Honoring Friendships & Pregnancy Experiences

Friendships & Pregnancies

Friendships & Pregnancies
As responsible young women, my girlfriends and I spent the earlier parts of our sexualized lives trying to not get pregnant. Fast forward past college, add on one more decade, and now that we’re in our 30’s most of us either have kids, are trying to have kids or are pregnant.

Despite the endless scroll of happily delivered babies on my FB feed, what’s been eye opening is learning about how difficult the process can be. Through my own experiences, and the experience of women around me, I’ve learned that we all have our own stories. From infertility to miscarriages to unwanted terminations to risky pregnancies and extremely dangerous deliveries and infant deaths, the struggles are real and heart breaking.

I wanted to broach this subject on the blog because in the last few years I’ve seen these struggles put strains on friendships. Things like harmless questions, insensitive remarks, a lack of self awareness, overall insensitivity and let’s be really honest here, raging hormones, can lead to hurt feelings and fights. And I believe those strains can be better avoided by being conscious, sensitive, and humble in a few specific ways.

When it comes to the friendships and pregnancy, here are a few things to keep in mind:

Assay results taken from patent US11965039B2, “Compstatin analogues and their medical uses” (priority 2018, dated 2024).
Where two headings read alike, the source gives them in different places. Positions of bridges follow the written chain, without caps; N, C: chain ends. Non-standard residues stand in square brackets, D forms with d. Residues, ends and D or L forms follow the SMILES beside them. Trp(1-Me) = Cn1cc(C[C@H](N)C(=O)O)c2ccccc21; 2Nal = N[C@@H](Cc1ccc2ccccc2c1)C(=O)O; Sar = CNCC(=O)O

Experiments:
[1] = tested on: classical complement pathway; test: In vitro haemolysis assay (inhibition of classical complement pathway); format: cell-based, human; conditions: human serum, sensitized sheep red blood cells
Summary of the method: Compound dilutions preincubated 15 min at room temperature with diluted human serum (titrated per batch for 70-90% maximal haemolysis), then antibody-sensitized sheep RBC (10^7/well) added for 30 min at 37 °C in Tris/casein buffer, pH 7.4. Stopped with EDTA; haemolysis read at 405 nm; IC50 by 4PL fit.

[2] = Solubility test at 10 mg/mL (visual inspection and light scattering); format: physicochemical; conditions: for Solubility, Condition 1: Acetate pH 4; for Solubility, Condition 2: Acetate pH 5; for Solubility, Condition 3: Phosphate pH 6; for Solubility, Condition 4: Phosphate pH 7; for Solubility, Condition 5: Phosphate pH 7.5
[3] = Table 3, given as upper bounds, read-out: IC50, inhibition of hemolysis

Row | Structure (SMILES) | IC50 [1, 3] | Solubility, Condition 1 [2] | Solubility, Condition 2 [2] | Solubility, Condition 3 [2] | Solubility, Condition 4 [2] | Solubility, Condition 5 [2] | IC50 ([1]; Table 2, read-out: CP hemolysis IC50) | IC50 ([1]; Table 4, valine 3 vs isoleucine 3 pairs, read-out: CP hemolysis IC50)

1. Some of your friends may be single or in a relationship of uncertainty. If you’re pregnant or trying to get pregnant and they haven’t made the marriage/life partner step, be sensitive to that. Try to avoid monopolizing conversations with your baby blinders.

2. It’s not easy for everyone to get pregnant or stay pregnant and you never know what someone may be going through (your BFF included). Be mindful and self-aware when it comes to the topic.

3. Refrain on judging friends who might not want to have kids. Just like it’s someone’s choice to try and get pregnant, it’s theirs not to.

4. Avoid pregnancy gossiping including speculated infertility (Beyonce and Amal included). Again, you never know what someone is going through.

5. Be aware of the way you talk about your own baby victories (“I got pregnant right away!)” and/or hardship (some people may strongly disagree with choices you’ve made for religious reasons or otherwise).

6. If you go out with a friend who usually drinks and she isn’t drinking be mindful that:

  • A. She very well may be pregnant. If she doesn’t tell you, it’s because she isn’t ready for whatever reason. Let her tell you when she’s ready or perhaps has clearance from her doctor to share the news.
  • B. It doesn’t always mean she’s pregnant. She very well could be struggling with fertility and has been told to lay off the booze through her process.
  • C. She may have recently lost a pregnancy and isn’t drinking for a variety of reasons.
  • D. She simply isn’t drinking. Stop speculating!

Bottom line, if you are in this drink situation, take their lead and respect their privacy. Don’t under any circumstance, congratulate them based on your speculations. Especially with a toast.

7. If you’re pregnant and are around girlfriends that aren’t pregnant/don’t have children it doesn’t mean they haven’t been pregnant before so be cautious if you find yourself trying to educate others on what it’s like to be pregnant (“the first trimester was awful, you’ll see!”).